December 14, 2018

REGULAR: Where is Child Marriages Bill?

There is no sign yet of much progress on legislation to protect girls from being trapped in forced marriages.

Despite alarming figures of tens of thousands of child marriages in the country, legislation to address the issue, which has been in the pipeline for years, is seemingly still a long way off.

The issue of forced child marriages, and specifically the practice of ukuthwala, recently came under the spotlight during question time in Parliament. Minister of Women in the Presidency Susan Shabangu faced a barrage of questions from MPs who asked what programmes her department has to deal with ukuthwala.

The Department of Justice defines ukuthwala as a form of abduction “that involves kidnapping a girl or a young woman by a man and his friends or peers with the intention of compelling the girl or young woman's family to agree to marriage”.

StatsSA released alarming figures of more than 90,000 girls between the ages of 12 and 17 who were married.

DA MP Terri Stander asked the Minister of Women in the Presidency what programmes her department have in place to address ukuthwala.

Child marriages came under the spotlight when StatsSA released alarming figures of more than 90,000 girls between the ages of 12 and 17 who were married or in some sort of relationship in 2016.

Shabangu said child marriages are common in South Africa. She added harmful cultural practices will not be tolerated, yet the much-needed legal certainty around ukuthwala is still lacking.

The Draft Prohibition of Forced Marriages and Child Marriages Bill will contain provisions on conviction and sentencing for those who force children into marriage, but this could is a long process.

State law adviser Maite Modiba said the Law Reform Commission must follow processes which begin with publishing a Discussion Paper on ukuthwala, followed by public consultations and the consolidating of verbal and written public submissions.

According to her, this has now been done. “We completed a Draft Report based on those comments. We had a Commission meeting recently in which the report was tabled. The Commission approved the Draft Report, subject to some amendments. We are currently making those changes as recommended by the Commission.”

But there is still a long way to go if you consider that the Discussion Paper, which is the a basis for drafting the Bill, was fist mooted in 2011.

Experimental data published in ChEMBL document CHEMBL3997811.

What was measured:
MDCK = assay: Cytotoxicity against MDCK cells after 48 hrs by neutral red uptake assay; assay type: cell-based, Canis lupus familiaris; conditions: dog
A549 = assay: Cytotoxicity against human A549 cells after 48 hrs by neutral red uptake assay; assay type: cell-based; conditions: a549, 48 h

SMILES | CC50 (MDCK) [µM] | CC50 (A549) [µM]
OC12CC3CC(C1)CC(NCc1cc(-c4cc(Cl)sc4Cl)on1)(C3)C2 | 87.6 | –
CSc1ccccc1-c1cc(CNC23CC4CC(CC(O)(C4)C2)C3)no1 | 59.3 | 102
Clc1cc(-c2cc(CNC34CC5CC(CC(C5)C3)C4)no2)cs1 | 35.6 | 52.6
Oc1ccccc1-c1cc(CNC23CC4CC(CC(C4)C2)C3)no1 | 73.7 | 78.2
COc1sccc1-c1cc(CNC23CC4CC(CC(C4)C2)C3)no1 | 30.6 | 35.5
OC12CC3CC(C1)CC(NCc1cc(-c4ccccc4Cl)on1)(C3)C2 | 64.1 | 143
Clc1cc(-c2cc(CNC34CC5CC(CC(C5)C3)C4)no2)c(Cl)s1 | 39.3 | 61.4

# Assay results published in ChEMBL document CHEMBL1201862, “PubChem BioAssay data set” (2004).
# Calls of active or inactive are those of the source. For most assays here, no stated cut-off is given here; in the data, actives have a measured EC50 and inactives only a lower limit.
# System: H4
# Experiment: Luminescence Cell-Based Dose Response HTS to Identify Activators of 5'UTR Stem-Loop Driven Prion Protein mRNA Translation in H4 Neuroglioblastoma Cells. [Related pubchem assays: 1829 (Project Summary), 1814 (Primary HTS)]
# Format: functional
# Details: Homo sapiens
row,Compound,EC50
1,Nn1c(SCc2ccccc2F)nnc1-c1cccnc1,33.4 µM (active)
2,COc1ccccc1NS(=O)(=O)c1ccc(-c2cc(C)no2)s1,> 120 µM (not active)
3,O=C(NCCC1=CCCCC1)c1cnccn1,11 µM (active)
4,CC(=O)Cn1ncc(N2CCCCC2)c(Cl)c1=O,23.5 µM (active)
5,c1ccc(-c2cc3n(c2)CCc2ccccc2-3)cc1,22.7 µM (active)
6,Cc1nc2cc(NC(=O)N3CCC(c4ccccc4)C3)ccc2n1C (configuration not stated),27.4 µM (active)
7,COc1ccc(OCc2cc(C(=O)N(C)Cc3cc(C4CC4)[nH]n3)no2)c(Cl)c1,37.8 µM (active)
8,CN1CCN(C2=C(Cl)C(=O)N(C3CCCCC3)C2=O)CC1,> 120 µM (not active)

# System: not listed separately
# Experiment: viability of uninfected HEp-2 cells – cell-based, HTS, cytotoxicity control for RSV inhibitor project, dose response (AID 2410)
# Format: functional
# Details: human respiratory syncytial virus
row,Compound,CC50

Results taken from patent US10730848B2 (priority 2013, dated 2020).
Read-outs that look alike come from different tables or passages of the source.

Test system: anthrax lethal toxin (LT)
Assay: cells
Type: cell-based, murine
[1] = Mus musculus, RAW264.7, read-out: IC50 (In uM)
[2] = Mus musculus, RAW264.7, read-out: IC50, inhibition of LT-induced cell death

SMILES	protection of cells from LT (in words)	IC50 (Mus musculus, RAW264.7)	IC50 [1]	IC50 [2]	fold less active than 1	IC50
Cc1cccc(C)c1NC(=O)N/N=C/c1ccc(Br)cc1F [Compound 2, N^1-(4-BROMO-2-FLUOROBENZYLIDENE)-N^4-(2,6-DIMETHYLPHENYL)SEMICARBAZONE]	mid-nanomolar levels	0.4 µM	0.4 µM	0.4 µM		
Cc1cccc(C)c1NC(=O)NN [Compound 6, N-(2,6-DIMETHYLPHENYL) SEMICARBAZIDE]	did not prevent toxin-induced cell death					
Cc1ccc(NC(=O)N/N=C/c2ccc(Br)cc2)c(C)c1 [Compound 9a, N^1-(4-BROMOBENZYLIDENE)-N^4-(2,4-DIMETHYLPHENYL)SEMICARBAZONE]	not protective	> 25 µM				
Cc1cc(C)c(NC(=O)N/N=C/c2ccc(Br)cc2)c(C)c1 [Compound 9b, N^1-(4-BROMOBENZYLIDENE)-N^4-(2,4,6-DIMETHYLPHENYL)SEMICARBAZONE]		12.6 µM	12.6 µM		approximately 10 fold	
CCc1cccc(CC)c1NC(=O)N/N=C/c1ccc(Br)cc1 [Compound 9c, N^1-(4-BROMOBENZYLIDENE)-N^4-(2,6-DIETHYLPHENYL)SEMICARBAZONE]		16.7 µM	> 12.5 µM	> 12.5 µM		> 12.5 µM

Then minister of Justice Jeff Radebe established an advisory committee to assist the Law Reform Commission to develop the Discussion Paper.

Modiba said only when the Commission approves the report, will it be sent to the relevant minister who will have to consider it and decide whether or not to table it in Parliament.

“The next Commission meeting is scheduled for 02 December. The Report will then be submitted to the Minister of Justice and it will be in his hands to decide after considering it.” She could not confirm when this will this happen.

Meanwhile In her answer during parliamentary question time, Shabangu focused on the legislative aspects of the issue, stating her department’s position on the criminalisation of illegal forms of ukuthwala.

Said Shabangu: “The Department of Women also proposed that the South African Law Reform Commission amend the Recognition of Customary Marriages Act to protect the victims of ukuthwala who have already accepted their condition and consider themselves as married under customary law.”

Many cases of forced child marriages have made the headlines. In 2013 a 57-year-old sangoma in Limpopo married a 13-year old girl. In 2014 a man was sentenced in Wynberg, Cape Town to 22 years in prison for raping and assaulting a 14-year old girl after an ukuthwala incident.

Shabangu labelled this conviction as a sign that the country will no longer tolerate practices that violate women’s rights. She said it is important to engage communities about the anomalies of culture and the rights of women.

“This will help us address the challenge of harmful cultural practices.”

Alicestine October

A version of this article first appeared in ParlyBeat.

Last modified on Tuesday, 16 January 2018 18:14

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